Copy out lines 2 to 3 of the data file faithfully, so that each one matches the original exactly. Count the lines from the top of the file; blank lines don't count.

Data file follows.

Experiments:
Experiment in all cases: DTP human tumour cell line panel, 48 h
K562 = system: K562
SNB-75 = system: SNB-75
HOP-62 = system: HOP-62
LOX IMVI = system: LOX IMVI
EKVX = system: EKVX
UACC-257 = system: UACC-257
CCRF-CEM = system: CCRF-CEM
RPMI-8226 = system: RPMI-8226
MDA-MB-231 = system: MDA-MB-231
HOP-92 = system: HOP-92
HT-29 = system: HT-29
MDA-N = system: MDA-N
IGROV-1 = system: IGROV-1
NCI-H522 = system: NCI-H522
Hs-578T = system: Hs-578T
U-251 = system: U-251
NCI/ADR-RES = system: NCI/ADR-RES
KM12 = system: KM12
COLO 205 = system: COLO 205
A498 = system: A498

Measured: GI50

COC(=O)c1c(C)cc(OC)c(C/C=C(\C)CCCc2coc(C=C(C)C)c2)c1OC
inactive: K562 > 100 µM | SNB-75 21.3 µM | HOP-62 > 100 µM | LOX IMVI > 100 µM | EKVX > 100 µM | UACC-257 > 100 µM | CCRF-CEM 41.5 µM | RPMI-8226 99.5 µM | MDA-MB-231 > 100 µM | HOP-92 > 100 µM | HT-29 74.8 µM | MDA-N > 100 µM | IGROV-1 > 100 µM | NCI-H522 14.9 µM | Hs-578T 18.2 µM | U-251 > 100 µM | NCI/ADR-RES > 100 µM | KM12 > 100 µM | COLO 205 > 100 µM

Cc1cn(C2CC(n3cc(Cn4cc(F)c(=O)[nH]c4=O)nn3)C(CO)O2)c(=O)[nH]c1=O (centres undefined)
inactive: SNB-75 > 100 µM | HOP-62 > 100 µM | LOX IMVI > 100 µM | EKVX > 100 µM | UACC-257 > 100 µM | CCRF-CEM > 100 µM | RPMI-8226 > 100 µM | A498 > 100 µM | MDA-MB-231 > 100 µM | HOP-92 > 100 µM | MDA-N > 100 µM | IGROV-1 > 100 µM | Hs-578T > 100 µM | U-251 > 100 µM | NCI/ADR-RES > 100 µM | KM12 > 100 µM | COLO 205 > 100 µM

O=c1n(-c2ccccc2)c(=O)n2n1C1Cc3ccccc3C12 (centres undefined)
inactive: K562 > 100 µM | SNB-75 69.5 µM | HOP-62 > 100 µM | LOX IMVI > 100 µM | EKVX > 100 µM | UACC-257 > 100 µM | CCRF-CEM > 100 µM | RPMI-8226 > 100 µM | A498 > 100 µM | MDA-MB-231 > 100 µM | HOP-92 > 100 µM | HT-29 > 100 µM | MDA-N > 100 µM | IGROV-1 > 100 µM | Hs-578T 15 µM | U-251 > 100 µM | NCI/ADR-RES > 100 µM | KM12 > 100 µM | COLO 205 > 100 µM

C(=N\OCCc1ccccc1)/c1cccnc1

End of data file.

Experiment in all cases: DTP human tumour cell line panel, 48 h
K562 = system: K562